Stefan Eriksson, 44, was arrested in his swank Bel Air home Saturday, said Don Manumaleuna of the local sheriff’s department.
He was held without bail under suspicion of grand theft auto, a charge that inspired a video game of the same name.
On February 21 Eriksson’s rare Ferrari Enzo, only 399 of which were ever made, was split in half and reduced to scrap in a mysterious high-speed crash in Los Angeles.
Police estimated the vehicle was moving 230 kilometers (143 miles) per hour at the time of the crash.
Eriksson, who was slightly injured, claimed at the time that he had been a passenger in the car and that the driver had fled, but officers said later that Eriksson may have been at the wheel.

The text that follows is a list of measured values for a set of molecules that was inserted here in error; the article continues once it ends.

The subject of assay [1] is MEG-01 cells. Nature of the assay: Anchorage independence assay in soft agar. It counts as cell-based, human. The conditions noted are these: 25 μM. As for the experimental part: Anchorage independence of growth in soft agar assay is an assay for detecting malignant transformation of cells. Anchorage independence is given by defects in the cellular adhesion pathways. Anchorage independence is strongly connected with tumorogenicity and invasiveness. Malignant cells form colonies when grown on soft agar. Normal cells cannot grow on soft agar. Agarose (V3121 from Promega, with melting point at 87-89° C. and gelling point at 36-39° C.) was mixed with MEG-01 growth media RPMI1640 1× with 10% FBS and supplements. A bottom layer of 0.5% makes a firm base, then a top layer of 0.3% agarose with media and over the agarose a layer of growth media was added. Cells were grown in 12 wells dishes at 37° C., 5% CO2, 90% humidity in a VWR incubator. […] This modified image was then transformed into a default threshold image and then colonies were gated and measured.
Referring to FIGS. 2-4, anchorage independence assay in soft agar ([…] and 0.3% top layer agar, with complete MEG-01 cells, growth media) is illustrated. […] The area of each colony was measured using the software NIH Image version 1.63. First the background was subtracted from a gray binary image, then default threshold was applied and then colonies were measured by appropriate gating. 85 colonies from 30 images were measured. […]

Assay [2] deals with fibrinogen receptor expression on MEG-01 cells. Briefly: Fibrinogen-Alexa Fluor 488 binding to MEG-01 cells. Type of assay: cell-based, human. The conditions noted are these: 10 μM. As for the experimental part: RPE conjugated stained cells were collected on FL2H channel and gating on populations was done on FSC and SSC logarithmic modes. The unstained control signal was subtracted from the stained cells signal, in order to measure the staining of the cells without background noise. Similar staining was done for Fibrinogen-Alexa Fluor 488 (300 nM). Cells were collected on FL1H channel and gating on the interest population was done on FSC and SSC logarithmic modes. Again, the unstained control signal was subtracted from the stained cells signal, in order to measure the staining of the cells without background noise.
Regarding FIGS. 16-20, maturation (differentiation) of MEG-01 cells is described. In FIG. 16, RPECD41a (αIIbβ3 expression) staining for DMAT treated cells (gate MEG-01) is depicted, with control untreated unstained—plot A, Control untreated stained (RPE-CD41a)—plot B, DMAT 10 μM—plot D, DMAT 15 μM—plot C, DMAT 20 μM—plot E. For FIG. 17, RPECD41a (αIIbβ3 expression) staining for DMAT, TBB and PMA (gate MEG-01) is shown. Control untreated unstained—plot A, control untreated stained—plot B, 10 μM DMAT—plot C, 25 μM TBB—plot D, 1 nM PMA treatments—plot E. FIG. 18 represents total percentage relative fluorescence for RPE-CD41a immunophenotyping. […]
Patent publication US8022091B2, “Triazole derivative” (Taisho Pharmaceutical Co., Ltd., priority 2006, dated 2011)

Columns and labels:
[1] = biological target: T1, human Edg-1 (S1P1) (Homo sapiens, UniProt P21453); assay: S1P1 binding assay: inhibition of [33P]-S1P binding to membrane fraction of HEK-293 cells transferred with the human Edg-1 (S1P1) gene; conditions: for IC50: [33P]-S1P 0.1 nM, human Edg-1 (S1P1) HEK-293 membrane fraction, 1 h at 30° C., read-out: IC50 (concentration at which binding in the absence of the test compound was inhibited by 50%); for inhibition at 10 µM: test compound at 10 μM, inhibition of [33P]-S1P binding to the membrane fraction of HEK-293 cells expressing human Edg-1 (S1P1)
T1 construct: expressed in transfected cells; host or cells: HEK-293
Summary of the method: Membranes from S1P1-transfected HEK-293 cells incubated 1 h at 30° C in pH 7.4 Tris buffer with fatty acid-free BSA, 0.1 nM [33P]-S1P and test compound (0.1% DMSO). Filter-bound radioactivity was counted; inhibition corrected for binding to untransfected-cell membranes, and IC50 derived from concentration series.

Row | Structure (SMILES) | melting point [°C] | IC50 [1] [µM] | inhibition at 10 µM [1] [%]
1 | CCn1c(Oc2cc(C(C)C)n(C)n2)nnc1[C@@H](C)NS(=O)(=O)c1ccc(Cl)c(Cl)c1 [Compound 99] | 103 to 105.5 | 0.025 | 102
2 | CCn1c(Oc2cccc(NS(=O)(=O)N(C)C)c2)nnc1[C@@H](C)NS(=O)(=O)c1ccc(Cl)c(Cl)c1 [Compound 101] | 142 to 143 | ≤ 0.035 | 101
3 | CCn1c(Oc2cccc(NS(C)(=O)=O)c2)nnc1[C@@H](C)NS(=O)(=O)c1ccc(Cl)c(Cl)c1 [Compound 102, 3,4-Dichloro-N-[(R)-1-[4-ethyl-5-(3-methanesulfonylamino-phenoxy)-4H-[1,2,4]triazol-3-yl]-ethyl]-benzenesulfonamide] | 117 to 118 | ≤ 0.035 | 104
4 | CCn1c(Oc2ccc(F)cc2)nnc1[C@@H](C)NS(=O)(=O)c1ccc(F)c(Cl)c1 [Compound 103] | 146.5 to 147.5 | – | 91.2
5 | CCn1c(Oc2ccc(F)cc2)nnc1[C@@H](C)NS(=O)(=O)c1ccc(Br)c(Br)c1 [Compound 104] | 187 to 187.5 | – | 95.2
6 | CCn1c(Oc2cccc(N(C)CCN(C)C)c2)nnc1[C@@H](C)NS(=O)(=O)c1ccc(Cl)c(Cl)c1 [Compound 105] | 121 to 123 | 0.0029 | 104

Eriksson is suspected of illegally importing the red Ferrari along with a black version of the same model and a 400,000-dollar Mercedes-Benz SLR McLaren sports car that were reportedly leased by his former employer, video game player maker Gizmondo Europe. Financial institutions claim ownership.
On March 28 police in Beverly Hills seized the British-registered Mercedes-Benz from Eriksson’s wife, Nicole Persson, 33, after questions arose over its ownership.
The companies that leased the vehicles to Gizmondo are claiming ownership.